|introduction||Bartholomeu Dos Santos||Jerome Basserode||Ken McMullen||Monica Sand||Paola Pivi||Patrick Hughes|
|Richard Deacon||Roger Ackling||Sylvie Blocher||Tim O'Riley||get a catalogue||education|
The work of this young London-based artist reflects his interest in the relationship between the way in which we look at the world and the means we use to represent it. He is intrigued by the relationship between real and visual space and his work takes various forms, often incorporating computer technology and optical imaging devices. In O'Riley's work the spectator is free to make connections, to piece together 'clues'. Since he graduated from Chelsea College of Art and Design he has exhibited widely in UK and Europe
Tim O'Riley's work.
Given that the particle beams in the big accelerator are travelling at close to the speed of light and make a complete circuit (27 km) about 11,000 times per second, you start to get an idea of the relative scales involved by walking along the main accelerator tunnel. This is situated deep underground and curves endlessly out of sight in both directions.
Above ground, many of the compound buildings seem anonymous and have an air of impenetrability, whilst the roads that criss-cross the site bear the names of illustrious predecessors (Planck, Einstein, Schrodinger, for example) reminding you that those at CERN routinely use these names - and all that they represent - to navigate.
Inside the experimental spaces, there is a different sense of the outside world and the scale which defines it. Attention is focused inwards, towards a horizon at which everything whatsoever is more than gaseous, a swarm of energy or quantum 'foam'. It seems easy enough to say that matter and energy at this level are interchangeable but more difficult to comprehend when you look at something apparently solid and reassuring like a table, a brick or, for that matter, a mountain range.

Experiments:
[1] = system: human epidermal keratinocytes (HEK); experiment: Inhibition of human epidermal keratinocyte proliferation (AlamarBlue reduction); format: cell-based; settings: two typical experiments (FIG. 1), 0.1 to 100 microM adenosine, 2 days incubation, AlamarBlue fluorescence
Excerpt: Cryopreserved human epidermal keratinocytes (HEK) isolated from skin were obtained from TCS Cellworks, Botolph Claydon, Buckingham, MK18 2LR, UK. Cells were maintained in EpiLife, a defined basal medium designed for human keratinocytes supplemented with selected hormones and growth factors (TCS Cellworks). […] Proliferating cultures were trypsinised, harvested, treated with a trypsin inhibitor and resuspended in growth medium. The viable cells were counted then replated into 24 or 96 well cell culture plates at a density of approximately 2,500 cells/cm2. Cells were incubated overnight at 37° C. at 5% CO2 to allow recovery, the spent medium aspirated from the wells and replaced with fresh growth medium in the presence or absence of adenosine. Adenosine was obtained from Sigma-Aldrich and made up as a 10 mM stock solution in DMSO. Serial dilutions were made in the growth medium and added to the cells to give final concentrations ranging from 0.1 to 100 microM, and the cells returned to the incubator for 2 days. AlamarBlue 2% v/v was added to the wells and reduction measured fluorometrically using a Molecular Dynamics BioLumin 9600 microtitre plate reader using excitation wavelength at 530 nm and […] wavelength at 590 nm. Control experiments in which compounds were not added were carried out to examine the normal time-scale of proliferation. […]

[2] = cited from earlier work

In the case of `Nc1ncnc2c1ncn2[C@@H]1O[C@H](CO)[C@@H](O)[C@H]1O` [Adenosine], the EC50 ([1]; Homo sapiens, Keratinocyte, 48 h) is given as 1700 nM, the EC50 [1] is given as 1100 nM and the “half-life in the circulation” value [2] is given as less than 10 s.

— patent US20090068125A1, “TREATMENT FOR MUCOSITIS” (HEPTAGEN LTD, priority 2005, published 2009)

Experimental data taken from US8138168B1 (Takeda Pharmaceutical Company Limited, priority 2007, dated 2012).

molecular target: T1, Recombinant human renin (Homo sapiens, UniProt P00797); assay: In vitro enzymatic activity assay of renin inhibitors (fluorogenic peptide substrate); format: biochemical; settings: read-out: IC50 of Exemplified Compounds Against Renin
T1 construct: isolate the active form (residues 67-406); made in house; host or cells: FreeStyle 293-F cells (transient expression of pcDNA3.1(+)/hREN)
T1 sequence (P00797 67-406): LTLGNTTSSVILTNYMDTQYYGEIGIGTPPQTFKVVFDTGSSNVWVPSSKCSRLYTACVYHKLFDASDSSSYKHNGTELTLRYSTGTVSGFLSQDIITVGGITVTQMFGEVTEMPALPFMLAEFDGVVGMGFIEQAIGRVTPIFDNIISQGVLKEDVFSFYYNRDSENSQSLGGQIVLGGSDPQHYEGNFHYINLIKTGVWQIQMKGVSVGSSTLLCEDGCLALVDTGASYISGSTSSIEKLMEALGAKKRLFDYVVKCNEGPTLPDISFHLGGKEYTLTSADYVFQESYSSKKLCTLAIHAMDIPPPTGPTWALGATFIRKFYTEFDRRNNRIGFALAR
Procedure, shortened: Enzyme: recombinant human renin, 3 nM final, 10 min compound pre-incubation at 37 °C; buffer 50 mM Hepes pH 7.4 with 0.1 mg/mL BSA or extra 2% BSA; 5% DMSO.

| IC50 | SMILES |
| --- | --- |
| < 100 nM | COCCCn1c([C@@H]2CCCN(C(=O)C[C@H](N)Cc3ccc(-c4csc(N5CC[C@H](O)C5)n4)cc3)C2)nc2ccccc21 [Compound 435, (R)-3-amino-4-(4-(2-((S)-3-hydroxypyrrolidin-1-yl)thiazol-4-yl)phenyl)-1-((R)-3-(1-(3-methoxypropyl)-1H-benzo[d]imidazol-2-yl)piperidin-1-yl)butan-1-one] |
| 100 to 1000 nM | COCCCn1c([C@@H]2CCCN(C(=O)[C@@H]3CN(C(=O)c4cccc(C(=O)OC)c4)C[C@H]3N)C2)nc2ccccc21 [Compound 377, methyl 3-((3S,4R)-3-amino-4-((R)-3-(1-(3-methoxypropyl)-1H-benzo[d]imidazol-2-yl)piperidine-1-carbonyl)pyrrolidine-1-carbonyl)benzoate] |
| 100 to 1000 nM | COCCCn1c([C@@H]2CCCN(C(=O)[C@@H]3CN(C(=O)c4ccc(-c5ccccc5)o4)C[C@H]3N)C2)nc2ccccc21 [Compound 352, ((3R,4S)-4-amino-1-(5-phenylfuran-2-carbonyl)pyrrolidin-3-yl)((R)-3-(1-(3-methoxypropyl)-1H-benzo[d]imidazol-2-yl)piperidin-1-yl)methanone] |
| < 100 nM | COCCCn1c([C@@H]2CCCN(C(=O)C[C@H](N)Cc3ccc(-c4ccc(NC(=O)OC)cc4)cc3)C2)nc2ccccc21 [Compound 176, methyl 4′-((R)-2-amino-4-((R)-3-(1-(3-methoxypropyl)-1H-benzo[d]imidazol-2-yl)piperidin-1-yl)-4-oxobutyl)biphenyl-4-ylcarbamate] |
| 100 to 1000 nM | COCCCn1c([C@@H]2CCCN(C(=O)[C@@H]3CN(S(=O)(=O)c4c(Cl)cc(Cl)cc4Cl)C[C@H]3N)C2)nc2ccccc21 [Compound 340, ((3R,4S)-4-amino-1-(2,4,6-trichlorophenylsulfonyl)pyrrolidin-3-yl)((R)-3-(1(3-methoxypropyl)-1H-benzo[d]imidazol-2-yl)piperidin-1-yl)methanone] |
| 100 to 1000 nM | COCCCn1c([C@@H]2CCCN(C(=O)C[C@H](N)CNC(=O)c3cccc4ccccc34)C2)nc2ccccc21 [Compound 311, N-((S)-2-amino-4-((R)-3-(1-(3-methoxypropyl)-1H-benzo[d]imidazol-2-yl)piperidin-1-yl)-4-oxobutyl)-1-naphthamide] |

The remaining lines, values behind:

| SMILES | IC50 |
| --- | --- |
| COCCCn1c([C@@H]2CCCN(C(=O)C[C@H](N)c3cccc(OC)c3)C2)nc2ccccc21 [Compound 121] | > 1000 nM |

Trying to fathom ideas like these, I often found myself looking up at the expanse of sky above CERN. This was frequently streaked with vapour trails left by long haul jets and made me wonder about the behaviour and whereabouts of all those particles speeding around the accelerator far beneath my feet. Back in London, I continued to watch the sky and noticed on one occasion, that the heat from a jet's engines had burnt a kind of negative vapour trail through the clouds, as if someone had cut them with a blunt knife. It seemed strangely relevant and I spent a lot of time waiting with my camera for it to happen again.
Ernst Mach, (after whom the Mach numbers in supersonic flight are named), said: 'Time is an abstraction at which we arrive by means of the changes of things'. * I remember thinking about this whilst waiting for a train in Geneva station, looking at the clock and trying to see the minute hand move. Patience and probability are embedded within the work that happens at CERN. And what we see is dependent on how we look at things in the first place.
*Ernst Mach The Science of Mechanics 1883"
printer friendly version